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We won: Carrie Symonds, victim of black cab rapist John Worboys, tells of her relief after ruling that he must stay in jail

Evening Standard logo Evening Standard 20/11/2018 Justin davenport
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A victim of the black cab rapist today declared “we won” after it was ruled he must stay in prison — as Justice Secretary David Gauke said he hoped new measures would prevent a repeat of the controversy.

Carrie Symonds, 30, spoke of her relief after a Parole Board decision to free John Worboys was reversed, saying: “His victims have finally been vindicated.”

She praised readers of the Standard who helped raise £70,000 to challenge the original ruling, saying: “The justice system and the parole board let us down very badly.

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"We knew he remained a danger to women and we knew we had to do all we could to prevent anyone else being drugged, assaulted and raped. And now — finally — we’ve been listened to and proven right.”

There was a public outcry in January when the Parole Board decided that Worboys was safe to be freed after about a decade behind bars.

Notorious black cab rapist John Worboys will stay in prison © AP Notorious black cab rapist John Worboys will stay in prison

He had been jailed indefinitely in 2009, with a minimum term of eight years, after being convicted of 19 offences against 12 victims. Following his conviction, police said 100 women could have been attacked in London.

In March, the Parole Board’s release direction was quashed by the High Court after a legal challenge by two of his victims. As a result Worboys, 61, was kept behind bars until the case was reassessed by a new panel.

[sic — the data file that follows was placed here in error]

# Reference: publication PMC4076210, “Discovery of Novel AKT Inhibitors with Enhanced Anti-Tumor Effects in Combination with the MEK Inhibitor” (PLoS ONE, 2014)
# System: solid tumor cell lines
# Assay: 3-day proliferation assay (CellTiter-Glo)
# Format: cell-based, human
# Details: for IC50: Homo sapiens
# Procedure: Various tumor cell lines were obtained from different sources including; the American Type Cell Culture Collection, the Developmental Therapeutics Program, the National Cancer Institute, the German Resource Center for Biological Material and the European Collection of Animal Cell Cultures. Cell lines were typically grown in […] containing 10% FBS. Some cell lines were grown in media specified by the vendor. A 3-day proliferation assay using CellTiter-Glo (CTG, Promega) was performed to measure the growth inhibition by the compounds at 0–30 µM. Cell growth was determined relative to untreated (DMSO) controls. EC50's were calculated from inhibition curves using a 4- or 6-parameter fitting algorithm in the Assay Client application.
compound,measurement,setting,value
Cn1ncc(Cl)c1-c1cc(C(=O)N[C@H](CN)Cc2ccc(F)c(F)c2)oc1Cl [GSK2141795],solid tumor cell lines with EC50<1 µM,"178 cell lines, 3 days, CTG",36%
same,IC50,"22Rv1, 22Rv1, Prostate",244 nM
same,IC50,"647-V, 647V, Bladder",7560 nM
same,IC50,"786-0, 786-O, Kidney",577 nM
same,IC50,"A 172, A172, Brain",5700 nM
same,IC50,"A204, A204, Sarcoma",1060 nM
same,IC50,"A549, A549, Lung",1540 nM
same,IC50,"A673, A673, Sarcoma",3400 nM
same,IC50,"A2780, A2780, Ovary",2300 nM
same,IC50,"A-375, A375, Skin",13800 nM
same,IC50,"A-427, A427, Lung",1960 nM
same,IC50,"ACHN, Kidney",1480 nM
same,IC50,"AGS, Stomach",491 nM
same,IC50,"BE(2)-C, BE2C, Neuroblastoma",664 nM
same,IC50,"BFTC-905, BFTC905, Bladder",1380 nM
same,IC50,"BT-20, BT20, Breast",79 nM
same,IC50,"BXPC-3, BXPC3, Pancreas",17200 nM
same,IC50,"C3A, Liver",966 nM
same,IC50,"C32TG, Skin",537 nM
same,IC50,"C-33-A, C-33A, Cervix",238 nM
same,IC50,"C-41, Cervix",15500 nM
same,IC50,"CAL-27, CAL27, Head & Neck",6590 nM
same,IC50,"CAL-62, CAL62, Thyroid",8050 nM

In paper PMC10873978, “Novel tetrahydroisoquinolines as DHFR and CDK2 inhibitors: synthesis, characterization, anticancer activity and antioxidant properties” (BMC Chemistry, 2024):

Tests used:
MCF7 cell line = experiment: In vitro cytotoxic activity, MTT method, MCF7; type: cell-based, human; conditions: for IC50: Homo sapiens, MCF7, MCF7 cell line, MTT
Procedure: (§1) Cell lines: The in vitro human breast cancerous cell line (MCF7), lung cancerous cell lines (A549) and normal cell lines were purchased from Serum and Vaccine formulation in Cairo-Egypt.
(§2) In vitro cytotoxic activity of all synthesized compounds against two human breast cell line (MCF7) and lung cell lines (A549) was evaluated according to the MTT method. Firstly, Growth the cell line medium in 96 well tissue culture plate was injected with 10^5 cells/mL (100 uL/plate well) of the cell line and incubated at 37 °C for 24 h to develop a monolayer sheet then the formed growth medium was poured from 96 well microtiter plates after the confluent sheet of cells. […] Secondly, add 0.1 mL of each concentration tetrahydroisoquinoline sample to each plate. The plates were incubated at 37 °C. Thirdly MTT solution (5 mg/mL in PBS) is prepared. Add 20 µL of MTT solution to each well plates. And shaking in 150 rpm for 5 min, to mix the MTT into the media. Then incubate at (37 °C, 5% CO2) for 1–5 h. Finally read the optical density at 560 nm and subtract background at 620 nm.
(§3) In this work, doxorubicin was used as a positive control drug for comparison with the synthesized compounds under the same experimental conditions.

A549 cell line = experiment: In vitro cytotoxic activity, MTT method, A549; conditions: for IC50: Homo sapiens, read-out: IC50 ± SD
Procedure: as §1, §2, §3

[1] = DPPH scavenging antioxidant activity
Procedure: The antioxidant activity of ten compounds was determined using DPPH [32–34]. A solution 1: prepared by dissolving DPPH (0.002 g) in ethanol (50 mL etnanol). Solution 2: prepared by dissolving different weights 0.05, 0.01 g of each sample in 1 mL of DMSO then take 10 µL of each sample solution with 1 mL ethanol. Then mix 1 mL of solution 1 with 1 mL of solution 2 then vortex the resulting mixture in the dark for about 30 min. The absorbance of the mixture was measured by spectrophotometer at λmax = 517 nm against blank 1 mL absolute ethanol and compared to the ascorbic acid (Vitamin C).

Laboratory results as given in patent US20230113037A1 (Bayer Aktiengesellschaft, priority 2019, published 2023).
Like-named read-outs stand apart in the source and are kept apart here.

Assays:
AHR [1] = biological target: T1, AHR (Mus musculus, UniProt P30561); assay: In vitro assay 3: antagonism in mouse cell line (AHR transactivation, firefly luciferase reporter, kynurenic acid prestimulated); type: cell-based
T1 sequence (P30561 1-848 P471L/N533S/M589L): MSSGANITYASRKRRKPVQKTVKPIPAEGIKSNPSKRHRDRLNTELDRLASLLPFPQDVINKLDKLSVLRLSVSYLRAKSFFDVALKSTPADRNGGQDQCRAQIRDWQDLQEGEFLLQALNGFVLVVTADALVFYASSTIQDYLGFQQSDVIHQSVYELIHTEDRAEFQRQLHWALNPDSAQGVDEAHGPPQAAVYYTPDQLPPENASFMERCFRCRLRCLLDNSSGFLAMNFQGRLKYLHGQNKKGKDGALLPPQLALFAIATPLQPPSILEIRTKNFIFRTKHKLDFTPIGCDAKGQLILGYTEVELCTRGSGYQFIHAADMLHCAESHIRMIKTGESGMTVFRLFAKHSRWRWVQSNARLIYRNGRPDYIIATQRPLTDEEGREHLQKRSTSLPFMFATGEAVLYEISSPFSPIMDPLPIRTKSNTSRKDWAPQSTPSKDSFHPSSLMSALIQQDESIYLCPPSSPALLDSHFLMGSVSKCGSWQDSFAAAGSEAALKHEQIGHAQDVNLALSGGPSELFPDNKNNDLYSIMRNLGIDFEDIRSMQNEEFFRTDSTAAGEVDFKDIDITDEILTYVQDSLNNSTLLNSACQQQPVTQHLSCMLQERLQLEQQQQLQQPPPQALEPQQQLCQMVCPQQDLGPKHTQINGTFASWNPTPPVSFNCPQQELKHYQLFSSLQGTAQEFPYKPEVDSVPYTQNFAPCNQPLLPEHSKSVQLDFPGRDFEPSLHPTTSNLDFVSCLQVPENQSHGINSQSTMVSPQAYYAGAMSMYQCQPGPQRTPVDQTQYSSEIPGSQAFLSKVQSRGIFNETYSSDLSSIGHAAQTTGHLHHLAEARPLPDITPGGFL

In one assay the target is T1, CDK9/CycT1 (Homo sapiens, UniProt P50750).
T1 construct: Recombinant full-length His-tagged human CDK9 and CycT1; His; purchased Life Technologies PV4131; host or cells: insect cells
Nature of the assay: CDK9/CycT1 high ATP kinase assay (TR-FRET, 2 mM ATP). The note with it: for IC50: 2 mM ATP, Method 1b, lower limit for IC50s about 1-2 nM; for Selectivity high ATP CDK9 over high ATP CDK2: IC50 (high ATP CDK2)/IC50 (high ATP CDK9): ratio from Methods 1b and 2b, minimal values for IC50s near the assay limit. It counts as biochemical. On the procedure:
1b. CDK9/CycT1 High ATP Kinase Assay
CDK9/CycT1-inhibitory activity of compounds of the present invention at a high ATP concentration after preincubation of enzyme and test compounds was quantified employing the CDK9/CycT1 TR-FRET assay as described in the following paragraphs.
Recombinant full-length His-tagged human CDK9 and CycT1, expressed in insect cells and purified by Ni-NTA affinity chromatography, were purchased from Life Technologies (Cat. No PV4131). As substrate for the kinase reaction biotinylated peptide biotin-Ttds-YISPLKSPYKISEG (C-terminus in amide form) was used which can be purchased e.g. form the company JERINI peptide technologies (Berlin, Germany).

Yesterday, the review decided that Worboys should remain in prison because of his “sense of sexual entitlement”, a need to control women and his belief that rape was “acceptable”.

The new three-member panel reversed the original decision with a damning assessment that he was still a danger to the public.

Mr Gauke today said a new mechanism would give victims the right to challenge decisions of the Parole Board without the need for a judicial review. He told BBC Radio 4’s Today programme: “We are changing the system so there is now a reconsideration mechanism.

Justice Secretary David Gauke © Getty Justice Secretary David Gauke

“So, rather than having to go to a judicial review, what will be available to victims and, indeed, the Justice Secretary, will be an ability to get a decision reconsidered if there is something wrong with it, and that wasn’t the case before.

"So we are, I hope, drawing a line under that, so we don’t see a repeat of what happened with Worboys.”

Mr Gauke insisted that he had acted properly in the matter and defended his decision not to order a judicial review into the board’s original ruling.

Asked if Worboys should stay in jail for the rest of his life, Mr Gauke said: “That is a decision for the Parole Board. He has clearly committed very serious crimes and if there’s evidence that he is a continued risk, as appears to be the case here, then clearly he is someone who should not be freed.”

Worboys will be eligible for a further review within two years.

Ms Symonds, who has waived her anonymity to speak about her ordeal, was only 19 when she was targeted.

The former student was picked up at a bus stop in Fulham and drugged by Worboys in the back of his taxi. She says she cannot remember what happened next and only contacted police after reading in the Evening Standard about a taxi driver being arrested for spiking passengers with champagne.

After being horrified to hear of his release she helped raise the money for the fight to challenge the decision, saying victims had never challenged one before. She told the Standard: “But we won. I cannot begin to tell you what an incredible feeling that was.”


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